Embracing the Luminous Dark and the Great Hanukkah Candle Debate

December 06, 2016 Jonah Daniel

Embracing the Luminous Dark and the Great Hanukkah Candle Debate

by Rayna Grace and Toby Kramer

Rayna on Hanukkah

Last year, I observed the ritual lighting by my teacher Taya. In honor of embracing the Luminous Dark, instead of adding one candle every night of Hanukkah, she starts with all 8 lit, and each night decreases the candles one by one. In this way, the holiday holds deep reverence for darkness. Although the practice of increasing light is glorious and exciting, in the insistence of filling up the dark with more and more light, there is a kind of denial of what this time of year is; the darkest time. Given our culture's complete discard of Darkness (which plays out as Anti-Dark racism, as well as in the constant need for electric lighting and gadgets), the embrace of the Dark is for me an essential spiritual engagement. To love the Dark AND the Light. Hanukkah at it's core is the interplay of these two great forces. I am planning on trying this practice this year, to see how it feels. I'm interested to see what I learn in the process.


More on the Talmudic debate from Toby:

The Talmud is a collection of early Rabbinic interpretations of the Torah
and Jewish law. Each page has a piece of text or a legal question (for
example, what time do evening prayers begin?) which is followed by a record
of Rabbinic arguments. The loosing argument is preserved along with the
prevailing interpretation. Surrounding this central piece of writing are
notes from other scholars, some of which were written centuries later.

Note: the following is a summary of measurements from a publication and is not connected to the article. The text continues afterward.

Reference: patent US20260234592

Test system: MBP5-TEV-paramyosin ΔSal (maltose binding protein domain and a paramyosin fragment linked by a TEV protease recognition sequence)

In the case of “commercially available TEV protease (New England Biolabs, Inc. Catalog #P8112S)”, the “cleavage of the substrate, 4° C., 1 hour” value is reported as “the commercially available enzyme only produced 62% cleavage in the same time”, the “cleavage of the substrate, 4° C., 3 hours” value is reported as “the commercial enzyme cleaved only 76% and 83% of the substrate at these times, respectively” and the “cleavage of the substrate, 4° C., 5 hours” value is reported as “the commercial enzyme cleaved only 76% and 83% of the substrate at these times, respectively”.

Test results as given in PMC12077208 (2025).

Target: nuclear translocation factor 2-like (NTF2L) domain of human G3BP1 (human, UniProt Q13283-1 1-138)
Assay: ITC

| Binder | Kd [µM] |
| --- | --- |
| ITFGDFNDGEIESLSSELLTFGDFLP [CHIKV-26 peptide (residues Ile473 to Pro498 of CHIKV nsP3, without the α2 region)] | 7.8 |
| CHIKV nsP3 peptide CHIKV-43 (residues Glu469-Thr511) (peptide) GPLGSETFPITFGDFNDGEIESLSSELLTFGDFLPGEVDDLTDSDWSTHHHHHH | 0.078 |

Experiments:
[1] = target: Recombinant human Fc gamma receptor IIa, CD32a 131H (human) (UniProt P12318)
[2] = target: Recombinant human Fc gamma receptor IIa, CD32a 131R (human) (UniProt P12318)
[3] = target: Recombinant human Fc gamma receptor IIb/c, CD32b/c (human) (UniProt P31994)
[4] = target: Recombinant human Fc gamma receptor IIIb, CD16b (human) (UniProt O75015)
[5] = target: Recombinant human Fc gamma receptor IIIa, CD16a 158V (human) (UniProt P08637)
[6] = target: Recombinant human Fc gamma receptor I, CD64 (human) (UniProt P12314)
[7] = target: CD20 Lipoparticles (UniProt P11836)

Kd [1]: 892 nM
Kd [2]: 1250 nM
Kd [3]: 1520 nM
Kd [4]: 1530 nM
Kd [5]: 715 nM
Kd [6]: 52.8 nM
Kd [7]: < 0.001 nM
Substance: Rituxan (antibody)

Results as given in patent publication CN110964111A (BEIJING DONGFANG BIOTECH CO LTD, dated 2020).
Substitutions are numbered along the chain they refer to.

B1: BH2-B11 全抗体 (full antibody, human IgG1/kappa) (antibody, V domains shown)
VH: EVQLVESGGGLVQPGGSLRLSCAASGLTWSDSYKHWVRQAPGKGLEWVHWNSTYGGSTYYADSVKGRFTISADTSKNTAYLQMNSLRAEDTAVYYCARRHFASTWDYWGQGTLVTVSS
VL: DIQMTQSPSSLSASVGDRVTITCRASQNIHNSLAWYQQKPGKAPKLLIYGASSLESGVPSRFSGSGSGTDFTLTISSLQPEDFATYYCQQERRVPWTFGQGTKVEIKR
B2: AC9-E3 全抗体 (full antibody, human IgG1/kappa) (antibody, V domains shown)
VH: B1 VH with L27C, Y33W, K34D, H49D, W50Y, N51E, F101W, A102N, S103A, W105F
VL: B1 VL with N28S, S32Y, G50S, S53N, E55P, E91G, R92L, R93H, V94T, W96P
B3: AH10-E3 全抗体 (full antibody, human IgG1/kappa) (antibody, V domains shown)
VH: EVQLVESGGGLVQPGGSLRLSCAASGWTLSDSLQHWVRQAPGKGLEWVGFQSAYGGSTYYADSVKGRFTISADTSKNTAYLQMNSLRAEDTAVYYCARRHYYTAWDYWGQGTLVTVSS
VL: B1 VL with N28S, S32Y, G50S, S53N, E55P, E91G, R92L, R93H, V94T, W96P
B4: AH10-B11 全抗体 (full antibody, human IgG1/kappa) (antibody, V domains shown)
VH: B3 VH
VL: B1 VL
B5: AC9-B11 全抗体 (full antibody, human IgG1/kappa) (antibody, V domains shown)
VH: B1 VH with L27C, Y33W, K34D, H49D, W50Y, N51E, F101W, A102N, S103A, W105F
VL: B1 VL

Often, this writing in the margins holds the key to understanding the heart
of the page.

The practice of observing Hanukah by lighting an additional candle each
night comes comes to us from the teachings of Rabbi Hillel in the Talmud.
Those in Hillel's school won almost every argument they entered into; and
almost always it was against their rivals in the school of Rabbi Shammai.
Shammai looses almost every argument in the Talmud - but those opinions are
deemed valuable enough to include, to revisit, and continue to reinterpret.


Unlike Hillel, Shammai advocated for lighting eight candles on the first
night of Hanukah, and taking away one candle each night after that. This
un-orthodox practice is available to those of us who like to reclaim
forgotten, dismissed, or passed-over traditions. Although Hillel won the
argument, Shammai's practice was preserved. Although other practices
weren't preserved, we can still claim them. Ritual draws power both from
the intention we bring to it and the lineage we draw on to create it. Light
the lights in ascending or descending order. Light eight candles every
night. Light more than 8, or none at all. When we center in the margins,
when we side with the loosing argument, when we follow our own intuition
over text itself - we create old/new with intention and meaning for

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